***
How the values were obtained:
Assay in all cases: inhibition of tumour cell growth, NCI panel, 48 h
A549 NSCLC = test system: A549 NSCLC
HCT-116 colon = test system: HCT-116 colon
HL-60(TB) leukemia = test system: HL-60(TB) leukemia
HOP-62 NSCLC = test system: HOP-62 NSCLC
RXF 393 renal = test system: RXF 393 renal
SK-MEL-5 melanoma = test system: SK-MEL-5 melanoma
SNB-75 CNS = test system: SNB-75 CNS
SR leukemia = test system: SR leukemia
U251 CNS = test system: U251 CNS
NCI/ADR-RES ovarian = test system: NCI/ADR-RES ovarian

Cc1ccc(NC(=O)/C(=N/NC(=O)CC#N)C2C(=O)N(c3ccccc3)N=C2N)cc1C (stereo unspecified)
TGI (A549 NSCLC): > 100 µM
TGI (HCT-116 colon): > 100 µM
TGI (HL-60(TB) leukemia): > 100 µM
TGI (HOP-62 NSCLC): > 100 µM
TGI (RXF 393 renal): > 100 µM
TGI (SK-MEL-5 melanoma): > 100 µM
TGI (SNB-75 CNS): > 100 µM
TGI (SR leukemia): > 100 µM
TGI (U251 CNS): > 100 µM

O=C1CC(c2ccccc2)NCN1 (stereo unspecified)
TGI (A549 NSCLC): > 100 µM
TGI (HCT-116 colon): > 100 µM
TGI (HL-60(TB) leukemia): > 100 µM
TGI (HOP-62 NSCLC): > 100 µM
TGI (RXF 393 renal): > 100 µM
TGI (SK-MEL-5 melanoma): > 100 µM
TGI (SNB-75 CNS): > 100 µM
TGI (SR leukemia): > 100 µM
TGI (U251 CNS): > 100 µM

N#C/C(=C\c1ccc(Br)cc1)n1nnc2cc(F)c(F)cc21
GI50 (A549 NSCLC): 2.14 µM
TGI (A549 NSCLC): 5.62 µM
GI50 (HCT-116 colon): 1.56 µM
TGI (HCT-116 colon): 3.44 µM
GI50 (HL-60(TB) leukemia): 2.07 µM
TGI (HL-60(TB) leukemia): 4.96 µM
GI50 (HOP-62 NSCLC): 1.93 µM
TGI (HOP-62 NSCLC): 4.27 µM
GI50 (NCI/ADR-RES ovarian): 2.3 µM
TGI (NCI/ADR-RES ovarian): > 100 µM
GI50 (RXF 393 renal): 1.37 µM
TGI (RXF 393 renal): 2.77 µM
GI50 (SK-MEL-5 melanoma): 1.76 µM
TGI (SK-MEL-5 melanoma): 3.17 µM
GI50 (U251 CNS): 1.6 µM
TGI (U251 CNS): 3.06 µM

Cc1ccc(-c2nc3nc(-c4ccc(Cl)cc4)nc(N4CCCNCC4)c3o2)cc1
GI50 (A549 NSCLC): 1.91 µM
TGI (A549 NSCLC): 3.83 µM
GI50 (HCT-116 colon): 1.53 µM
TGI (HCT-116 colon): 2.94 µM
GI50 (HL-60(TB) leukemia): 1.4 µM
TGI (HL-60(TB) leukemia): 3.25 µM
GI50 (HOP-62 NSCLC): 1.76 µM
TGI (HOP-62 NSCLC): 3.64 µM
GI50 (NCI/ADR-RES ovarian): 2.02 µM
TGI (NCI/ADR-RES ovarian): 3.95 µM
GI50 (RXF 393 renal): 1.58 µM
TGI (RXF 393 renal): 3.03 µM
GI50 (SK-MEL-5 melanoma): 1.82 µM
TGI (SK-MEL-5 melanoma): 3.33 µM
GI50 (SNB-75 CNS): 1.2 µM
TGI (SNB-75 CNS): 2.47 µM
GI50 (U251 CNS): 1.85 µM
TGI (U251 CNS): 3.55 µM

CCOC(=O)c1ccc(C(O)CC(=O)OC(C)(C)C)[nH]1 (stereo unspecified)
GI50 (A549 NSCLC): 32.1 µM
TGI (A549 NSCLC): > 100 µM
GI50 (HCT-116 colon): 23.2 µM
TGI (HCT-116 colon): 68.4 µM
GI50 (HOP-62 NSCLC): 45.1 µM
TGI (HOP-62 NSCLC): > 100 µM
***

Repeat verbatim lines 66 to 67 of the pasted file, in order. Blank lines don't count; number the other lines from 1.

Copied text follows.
TGI (SNB-75 CNS): 2.47 µM
GI50 (U251 CNS): 1.85 µM